Theresa May, the UK prime minister, has said that there will be no new Brexit referendum “in any circumstances”. This came in response to former education secretary Justine Greening’s claim that a fresh plebiscite is needed to end the parliamentary “deadlock” over what sort of Brexit deal the government should be pursuing.
Calls for a referendum to approve or reject the government’s Brexit deal have typically been voiced by those – like Greening – who are sympathetic to the UK’s continuing membership of the European Union. The People’s Vote campaign for just such a referendum is backed by the pro-EU group Open Britain. Unsurprisingly, such demands are vulnerable to the accusation by Leavers that they are an attempt to undo the result of the 2016 referendum.
Nonetheless, Brexit supporters are expressing their increasing discontent with the government’s proposalson the UK’s future relationship with the EU. Some may therefore now join Remainers in viewing a new referendum as the only way to avoid the prime minister’s vision of Brexit.
The impediments to another referendum are, however, evident.
Leaving aside all other practical considerations, a central difficulty would be in specifying the referendum question. The decision back in 2015 to change the referendum question from one that would elicit a “Yes/No” answer to a “Leave/Remain” response was not uncontroversial. But at least voters were presented with a binary choice between the status quo of remaining in the EU or change in the form of Brexit. The problem now is that Remainers and Leavers have radically different views of what the status quo option should be.
For Remainers, it’s self-evident that the status quo is continuing EU membership. In their view, voters should be asked whether they want to accept the deal negotiated by the government or to reject it in favour of remaining in the EU. But for Leavers, this ignores the new status quo created by the 2016 referendum – namely that the UK has decided to quit the EU. For them, the options on the ballot paper could be between leaving with “no deal” or accepting the Brexit deal agreed with the EU.
A referendum could depart from the binary selection model and give voters a three-way choice. So voters would have to select between remaining in the EU, leaving the EU with no deal or accepting the government’s agreement with the EU. The obvious risk is that no single option commands more than 50% of the popular vote. Imagine a scenario in which the electorate voted in the same way as in 2016 – 48% backing EU membership – but the Leave vote splits in half with 26% supporting the negotiated withdrawal agreement and 26% wanting a no-deal Brexit. There would still be a majority vote to leave the EU but the option of remaining in the EU would have significantly more votes than either of the leave options. This would only intensify the political deadlock, not resolve it.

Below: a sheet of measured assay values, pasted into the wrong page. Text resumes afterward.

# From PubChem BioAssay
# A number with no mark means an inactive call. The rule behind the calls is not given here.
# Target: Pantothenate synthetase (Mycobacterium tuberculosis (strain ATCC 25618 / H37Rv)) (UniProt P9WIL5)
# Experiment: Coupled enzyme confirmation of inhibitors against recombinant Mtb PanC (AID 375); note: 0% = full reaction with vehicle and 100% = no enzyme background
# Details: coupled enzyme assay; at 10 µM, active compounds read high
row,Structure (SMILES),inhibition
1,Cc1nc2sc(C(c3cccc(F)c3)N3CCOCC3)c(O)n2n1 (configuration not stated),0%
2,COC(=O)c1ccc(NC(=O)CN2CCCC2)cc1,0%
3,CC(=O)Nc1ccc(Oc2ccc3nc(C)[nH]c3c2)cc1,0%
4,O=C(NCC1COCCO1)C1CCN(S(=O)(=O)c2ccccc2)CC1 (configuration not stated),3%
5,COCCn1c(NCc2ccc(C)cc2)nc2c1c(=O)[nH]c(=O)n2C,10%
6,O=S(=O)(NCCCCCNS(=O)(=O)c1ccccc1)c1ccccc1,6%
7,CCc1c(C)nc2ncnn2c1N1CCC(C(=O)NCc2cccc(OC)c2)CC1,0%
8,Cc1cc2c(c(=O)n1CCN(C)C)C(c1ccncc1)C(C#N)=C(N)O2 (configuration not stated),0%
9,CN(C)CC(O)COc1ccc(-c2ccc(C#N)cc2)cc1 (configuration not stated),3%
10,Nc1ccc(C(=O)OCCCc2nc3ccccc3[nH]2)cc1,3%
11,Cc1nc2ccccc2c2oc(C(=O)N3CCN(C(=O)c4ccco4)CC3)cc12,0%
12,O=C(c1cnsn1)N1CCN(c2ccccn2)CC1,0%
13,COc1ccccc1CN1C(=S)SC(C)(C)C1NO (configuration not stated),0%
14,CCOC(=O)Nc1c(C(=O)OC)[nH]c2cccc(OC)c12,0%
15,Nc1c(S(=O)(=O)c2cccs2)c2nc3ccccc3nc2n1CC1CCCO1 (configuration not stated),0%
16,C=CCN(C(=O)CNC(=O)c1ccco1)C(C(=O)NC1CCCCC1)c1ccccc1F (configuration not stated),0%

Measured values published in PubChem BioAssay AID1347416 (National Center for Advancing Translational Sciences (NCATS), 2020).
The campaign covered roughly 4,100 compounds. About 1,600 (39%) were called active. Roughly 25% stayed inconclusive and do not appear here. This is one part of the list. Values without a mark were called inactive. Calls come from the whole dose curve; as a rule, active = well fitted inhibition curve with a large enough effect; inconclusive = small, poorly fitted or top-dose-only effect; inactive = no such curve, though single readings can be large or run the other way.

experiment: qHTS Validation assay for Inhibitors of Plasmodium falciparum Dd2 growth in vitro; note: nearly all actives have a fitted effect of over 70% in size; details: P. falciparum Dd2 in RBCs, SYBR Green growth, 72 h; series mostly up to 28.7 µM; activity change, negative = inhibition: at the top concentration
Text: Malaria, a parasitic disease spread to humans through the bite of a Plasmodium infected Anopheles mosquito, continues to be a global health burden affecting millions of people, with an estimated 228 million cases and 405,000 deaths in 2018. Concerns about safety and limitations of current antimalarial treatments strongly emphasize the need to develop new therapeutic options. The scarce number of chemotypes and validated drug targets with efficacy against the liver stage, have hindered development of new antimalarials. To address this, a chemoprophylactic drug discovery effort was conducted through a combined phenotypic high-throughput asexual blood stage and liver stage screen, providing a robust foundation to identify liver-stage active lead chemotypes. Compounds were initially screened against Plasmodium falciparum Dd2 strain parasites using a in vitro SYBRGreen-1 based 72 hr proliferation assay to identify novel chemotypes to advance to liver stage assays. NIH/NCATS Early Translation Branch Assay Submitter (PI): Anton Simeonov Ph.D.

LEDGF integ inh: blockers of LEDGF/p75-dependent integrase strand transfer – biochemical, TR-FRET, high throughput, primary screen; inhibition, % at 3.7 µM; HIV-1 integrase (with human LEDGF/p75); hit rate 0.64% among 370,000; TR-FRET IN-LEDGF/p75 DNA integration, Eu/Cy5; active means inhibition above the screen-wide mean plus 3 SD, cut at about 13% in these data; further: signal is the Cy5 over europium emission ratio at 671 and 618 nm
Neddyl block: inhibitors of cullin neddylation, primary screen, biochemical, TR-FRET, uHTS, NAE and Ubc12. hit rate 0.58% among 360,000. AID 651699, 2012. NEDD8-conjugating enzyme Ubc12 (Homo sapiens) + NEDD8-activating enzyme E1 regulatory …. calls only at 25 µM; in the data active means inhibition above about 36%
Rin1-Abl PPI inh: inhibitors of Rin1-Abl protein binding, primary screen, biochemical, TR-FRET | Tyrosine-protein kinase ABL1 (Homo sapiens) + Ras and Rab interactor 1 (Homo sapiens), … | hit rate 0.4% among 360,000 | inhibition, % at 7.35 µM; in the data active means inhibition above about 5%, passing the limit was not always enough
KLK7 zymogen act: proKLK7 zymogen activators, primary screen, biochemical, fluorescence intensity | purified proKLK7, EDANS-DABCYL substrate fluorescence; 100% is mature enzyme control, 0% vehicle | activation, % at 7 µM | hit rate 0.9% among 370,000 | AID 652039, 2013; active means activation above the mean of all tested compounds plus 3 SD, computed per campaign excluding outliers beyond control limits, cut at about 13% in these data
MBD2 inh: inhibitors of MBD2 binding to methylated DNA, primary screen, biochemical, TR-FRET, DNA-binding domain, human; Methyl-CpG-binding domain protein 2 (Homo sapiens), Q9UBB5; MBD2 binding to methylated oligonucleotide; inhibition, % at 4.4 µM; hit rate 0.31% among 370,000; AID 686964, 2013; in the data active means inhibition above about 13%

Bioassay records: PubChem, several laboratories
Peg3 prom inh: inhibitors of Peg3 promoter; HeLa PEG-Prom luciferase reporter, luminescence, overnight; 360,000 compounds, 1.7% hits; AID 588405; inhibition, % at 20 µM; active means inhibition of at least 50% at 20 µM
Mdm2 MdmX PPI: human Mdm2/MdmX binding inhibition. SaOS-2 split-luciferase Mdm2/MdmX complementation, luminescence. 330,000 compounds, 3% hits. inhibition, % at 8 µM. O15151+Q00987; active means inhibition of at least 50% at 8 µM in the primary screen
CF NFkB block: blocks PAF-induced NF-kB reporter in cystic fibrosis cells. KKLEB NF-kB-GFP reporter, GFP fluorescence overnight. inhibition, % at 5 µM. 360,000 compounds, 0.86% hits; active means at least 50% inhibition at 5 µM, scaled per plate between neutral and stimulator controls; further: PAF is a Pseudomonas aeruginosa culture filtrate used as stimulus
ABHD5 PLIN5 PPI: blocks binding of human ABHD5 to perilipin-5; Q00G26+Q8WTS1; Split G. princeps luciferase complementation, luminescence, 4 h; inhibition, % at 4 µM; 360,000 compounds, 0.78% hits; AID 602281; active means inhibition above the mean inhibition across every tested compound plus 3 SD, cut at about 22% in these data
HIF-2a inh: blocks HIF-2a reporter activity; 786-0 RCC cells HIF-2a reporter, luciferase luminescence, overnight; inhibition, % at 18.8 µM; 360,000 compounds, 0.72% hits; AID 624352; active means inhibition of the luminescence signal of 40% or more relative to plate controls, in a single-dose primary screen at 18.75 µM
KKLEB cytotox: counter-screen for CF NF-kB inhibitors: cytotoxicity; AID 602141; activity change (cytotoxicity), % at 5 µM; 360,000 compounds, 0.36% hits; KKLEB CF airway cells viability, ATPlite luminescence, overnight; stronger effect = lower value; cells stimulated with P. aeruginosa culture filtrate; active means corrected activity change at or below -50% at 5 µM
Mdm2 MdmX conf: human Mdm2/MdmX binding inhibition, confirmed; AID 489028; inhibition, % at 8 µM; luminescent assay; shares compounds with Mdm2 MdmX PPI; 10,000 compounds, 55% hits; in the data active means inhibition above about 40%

It’s also just not obvious that there is any time for a new referendum. The 2016 referendum was held almost exactly 13 months on from the introduction of the European Union Referendum Bill into the House of Commons. We are now just eight months away from the UK’s departure from the EU. The bill itself took nearly seven months to become law. Legislation would have to be rushed through parliament to make a second vote possible.
The Electoral Commission’s best practice for the conduct of referendums also stipulates that referendum legislation should be clear at least six months before it is required to be implemented or complied with by campaigners. This is not six months before the referendum is held but rather six months before campaigning gets underway. The Electoral Commission recommends a ten week referendum period during which campaigning and campaign funding is regulated. With the Electoral Commission finding that the Vote Leave campaign broke campaign finance rules during the 2016 referendum, there is a clear risk that a rushed referendum campaign could give rise to more accusations of wrongdoing.
A constitutional question
There is also a wider question of whether another referendum is simply contrary to the UK’s constitutional tradition in which parliament is sovereign, not the people. The difficulty here, however, is that the UK’s constitutional process evolved under EU membership with the European Union Act 2011, binding governments to hold referendums to endorse or reject the outcomes of certain treaty negotiations at EU level. The 2011 act is repealed under the European Union (Withdrawal) Act 2018 and the referendum requirements under the 2011 act were never triggered when it was operational. Nonetheless, a referendum on a withdrawal treaty which sets out the framework for the UK’s future relationship with the EU is not inconsistent with the constitutional reforms of the 2011 act.
The UK now finds itself stuck between a model of parliamentary democracy that – thanks to the Fixed-term Parliaments Act 2011 – keeps this government in power but potentially unable to command majority support in the House of Commons for its Brexit plan, and the option of a referendum that is unlikely to resolve the political deadlock. If the UK is to avoid becoming ungovernable, something is going to have to give.